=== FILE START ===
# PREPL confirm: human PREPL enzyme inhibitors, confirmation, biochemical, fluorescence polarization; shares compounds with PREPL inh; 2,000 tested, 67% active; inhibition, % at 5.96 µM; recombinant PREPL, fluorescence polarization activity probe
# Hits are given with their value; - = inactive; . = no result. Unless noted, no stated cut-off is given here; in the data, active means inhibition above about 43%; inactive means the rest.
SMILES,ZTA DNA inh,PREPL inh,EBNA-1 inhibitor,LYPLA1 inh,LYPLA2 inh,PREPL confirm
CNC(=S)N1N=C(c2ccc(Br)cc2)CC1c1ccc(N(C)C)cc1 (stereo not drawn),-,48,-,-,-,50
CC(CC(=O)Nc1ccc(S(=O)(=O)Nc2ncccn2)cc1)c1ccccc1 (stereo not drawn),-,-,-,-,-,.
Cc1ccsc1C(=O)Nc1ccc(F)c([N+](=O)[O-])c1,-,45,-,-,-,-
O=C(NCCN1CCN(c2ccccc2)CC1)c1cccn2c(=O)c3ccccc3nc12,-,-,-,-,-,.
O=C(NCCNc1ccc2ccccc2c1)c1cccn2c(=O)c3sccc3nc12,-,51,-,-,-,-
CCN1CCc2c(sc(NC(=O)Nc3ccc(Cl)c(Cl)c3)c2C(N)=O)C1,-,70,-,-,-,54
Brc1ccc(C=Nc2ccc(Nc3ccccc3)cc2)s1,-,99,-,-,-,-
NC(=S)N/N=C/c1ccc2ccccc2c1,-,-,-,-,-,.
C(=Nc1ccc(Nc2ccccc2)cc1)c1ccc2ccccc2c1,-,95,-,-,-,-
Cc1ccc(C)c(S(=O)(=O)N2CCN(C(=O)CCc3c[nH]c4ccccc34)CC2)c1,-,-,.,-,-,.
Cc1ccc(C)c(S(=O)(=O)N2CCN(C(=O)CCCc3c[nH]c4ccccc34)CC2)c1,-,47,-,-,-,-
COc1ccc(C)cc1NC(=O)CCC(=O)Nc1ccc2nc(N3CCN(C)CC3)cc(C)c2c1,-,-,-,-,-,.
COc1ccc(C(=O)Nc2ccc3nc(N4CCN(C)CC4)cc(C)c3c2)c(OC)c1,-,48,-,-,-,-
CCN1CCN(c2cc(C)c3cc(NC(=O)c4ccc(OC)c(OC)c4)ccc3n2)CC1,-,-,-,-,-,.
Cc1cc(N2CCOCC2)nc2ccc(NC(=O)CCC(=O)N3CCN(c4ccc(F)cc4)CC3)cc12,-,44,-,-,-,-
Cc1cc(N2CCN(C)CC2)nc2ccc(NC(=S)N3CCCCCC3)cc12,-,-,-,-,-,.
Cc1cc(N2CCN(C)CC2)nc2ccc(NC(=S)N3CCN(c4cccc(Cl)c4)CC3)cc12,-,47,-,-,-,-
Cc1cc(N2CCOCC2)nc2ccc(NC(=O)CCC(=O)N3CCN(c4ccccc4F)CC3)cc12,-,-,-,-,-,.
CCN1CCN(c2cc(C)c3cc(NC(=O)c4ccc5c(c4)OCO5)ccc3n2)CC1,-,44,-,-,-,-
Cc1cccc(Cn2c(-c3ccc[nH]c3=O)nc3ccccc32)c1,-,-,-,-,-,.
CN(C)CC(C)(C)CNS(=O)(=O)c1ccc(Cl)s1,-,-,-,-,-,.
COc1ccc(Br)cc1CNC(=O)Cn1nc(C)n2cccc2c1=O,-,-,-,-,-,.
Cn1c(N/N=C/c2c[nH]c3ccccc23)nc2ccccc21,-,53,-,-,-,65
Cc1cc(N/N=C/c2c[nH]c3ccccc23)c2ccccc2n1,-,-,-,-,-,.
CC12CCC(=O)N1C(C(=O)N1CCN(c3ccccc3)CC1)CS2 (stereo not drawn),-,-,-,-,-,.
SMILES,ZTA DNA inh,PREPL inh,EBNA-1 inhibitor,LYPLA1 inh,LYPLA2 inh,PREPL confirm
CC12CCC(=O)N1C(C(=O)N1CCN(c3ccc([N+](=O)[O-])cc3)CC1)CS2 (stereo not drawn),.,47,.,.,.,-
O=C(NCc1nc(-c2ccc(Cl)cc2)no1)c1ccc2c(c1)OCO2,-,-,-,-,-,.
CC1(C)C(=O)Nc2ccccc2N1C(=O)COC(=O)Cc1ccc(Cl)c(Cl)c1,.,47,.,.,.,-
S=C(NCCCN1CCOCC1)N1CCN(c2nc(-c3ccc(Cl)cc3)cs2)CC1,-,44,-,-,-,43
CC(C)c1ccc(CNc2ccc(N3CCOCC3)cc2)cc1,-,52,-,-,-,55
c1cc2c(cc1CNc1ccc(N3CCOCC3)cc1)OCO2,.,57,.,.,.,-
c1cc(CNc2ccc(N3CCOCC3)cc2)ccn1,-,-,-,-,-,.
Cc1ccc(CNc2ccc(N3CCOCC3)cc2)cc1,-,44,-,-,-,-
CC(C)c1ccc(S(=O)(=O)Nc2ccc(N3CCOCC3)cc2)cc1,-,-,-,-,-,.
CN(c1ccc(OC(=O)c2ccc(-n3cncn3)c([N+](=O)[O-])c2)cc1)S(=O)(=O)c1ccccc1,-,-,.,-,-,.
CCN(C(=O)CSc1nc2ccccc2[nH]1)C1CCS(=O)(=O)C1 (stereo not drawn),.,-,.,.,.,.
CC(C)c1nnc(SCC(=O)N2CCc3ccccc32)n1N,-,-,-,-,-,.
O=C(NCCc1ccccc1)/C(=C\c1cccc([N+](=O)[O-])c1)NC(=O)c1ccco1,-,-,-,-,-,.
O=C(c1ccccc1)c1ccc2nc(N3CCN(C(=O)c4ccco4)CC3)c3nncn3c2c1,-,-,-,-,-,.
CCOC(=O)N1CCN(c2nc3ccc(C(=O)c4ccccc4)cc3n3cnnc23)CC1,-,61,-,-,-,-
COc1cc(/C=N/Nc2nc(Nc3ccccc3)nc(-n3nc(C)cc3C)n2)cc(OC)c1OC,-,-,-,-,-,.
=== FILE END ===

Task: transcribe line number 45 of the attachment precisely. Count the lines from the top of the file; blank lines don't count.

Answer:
COc1cc(/C=N/Nc2nc(Nc3ccccc3)nc(-n3nc(C)cc3C)n2)cc(OC)c1OC,-,-,-,-,-,.